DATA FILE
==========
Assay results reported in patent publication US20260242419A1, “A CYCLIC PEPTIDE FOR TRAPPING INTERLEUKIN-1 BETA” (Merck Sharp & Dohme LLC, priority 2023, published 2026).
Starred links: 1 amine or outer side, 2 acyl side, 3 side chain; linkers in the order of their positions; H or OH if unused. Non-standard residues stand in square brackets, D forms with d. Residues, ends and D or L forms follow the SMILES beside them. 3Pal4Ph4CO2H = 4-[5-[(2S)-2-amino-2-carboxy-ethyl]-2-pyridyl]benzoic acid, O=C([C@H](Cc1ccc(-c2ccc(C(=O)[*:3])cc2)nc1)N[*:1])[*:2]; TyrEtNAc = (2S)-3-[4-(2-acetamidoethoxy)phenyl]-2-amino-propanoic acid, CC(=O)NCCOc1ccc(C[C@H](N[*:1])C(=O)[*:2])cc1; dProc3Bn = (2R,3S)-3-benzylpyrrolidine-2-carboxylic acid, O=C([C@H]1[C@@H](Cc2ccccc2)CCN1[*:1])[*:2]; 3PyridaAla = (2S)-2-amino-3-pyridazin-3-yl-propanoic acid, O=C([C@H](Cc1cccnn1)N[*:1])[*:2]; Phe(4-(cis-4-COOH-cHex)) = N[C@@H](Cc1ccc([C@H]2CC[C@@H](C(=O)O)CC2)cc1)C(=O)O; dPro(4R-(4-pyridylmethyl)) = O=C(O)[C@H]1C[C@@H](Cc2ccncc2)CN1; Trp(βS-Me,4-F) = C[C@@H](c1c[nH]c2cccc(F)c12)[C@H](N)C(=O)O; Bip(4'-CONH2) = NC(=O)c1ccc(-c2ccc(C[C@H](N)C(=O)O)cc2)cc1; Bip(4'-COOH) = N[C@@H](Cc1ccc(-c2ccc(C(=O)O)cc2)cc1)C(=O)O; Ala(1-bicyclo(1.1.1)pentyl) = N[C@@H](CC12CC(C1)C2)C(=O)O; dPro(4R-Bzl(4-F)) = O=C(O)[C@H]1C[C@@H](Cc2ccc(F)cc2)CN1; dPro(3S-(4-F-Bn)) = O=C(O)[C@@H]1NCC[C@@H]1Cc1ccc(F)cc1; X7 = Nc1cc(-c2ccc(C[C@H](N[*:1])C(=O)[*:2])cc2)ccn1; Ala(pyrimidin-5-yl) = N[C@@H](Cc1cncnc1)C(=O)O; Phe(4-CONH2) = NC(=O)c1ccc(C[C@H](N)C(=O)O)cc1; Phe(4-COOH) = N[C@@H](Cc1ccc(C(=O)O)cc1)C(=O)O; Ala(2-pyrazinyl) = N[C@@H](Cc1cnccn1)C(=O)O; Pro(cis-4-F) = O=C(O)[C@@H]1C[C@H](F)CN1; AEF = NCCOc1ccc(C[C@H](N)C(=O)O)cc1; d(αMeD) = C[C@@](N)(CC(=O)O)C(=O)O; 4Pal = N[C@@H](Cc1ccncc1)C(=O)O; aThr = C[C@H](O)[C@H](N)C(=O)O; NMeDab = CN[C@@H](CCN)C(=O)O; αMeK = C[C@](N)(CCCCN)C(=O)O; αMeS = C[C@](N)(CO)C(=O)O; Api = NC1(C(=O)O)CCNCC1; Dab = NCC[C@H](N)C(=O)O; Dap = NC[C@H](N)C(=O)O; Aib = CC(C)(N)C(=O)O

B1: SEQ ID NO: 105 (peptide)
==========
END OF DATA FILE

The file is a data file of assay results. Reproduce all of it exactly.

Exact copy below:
Assay results reported in patent publication US20260242419A1, “A CYCLIC PEPTIDE FOR TRAPPING INTERLEUKIN-1 BETA” (Merck Sharp & Dohme LLC, priority 2023, published 2026).
Starred links: 1 amine or outer side, 2 acyl side, 3 side chain; linkers in the order of their positions; H or OH if unused. Non-standard residues stand in square brackets, D forms with d. Residues, ends and D or L forms follow the SMILES beside them. 3Pal4Ph4CO2H = 4-[5-[(2S)-2-amino-2-carboxy-ethyl]-2-pyridyl]benzoic acid, O=C([C@H](Cc1ccc(-c2ccc(C(=O)[*:3])cc2)nc1)N[*:1])[*:2]; TyrEtNAc = (2S)-3-[4-(2-acetamidoethoxy)phenyl]-2-amino-propanoic acid, CC(=O)NCCOc1ccc(C[C@H](N[*:1])C(=O)[*:2])cc1; dProc3Bn = (2R,3S)-3-benzylpyrrolidine-2-carboxylic acid, O=C([C@H]1[C@@H](Cc2ccccc2)CCN1[*:1])[*:2]; 3PyridaAla = (2S)-2-amino-3-pyridazin-3-yl-propanoic acid, O=C([C@H](Cc1cccnn1)N[*:1])[*:2]; Phe(4-(cis-4-COOH-cHex)) = N[C@@H](Cc1ccc([C@H]2CC[C@@H](C(=O)O)CC2)cc1)C(=O)O; dPro(4R-(4-pyridylmethyl)) = O=C(O)[C@H]1C[C@@H](Cc2ccncc2)CN1; Trp(βS-Me,4-F) = C[C@@H](c1c[nH]c2cccc(F)c12)[C@H](N)C(=O)O; Bip(4'-CONH2) = NC(=O)c1ccc(-c2ccc(C[C@H](N)C(=O)O)cc2)cc1; Bip(4'-COOH) = N[C@@H](Cc1ccc(-c2ccc(C(=O)O)cc2)cc1)C(=O)O; Ala(1-bicyclo(1.1.1)pentyl) = N[C@@H](CC12CC(C1)C2)C(=O)O; dPro(4R-Bzl(4-F)) = O=C(O)[C@H]1C[C@@H](Cc2ccc(F)cc2)CN1; dPro(3S-(4-F-Bn)) = O=C(O)[C@@H]1NCC[C@@H]1Cc1ccc(F)cc1; X7 = Nc1cc(-c2ccc(C[C@H](N[*:1])C(=O)[*:2])cc2)ccn1; Ala(pyrimidin-5-yl) = N[C@@H](Cc1cncnc1)C(=O)O; Phe(4-CONH2) = NC(=O)c1ccc(C[C@H](N)C(=O)O)cc1; Phe(4-COOH) = N[C@@H](Cc1ccc(C(=O)O)cc1)C(=O)O; Ala(2-pyrazinyl) = N[C@@H](Cc1cnccn1)C(=O)O; Pro(cis-4-F) = O=C(O)[C@@H]1C[C@H](F)CN1; AEF = NCCOc1ccc(C[C@H](N)C(=O)O)cc1; d(αMeD) = C[C@@](N)(CC(=O)O)C(=O)O; 4Pal = N[C@@H](Cc1ccncc1)C(=O)O; aThr = C[C@H](O)[C@H](N)C(=O)O; NMeDab = CN[C@@H](CCN)C(=O)O; αMeK = C[C@](N)(CCCCN)C(=O)O; αMeS = C[C@](N)(CO)C(=O)O; Api = NC1(C(=O)O)CCNCC1; Dab = NCC[C@H](N)C(=O)O; Dap = NC[C@H](N)C(=O)O; Aib = CC(C)(N)C(=O)O

B1: SEQ ID NO: 105 (peptide)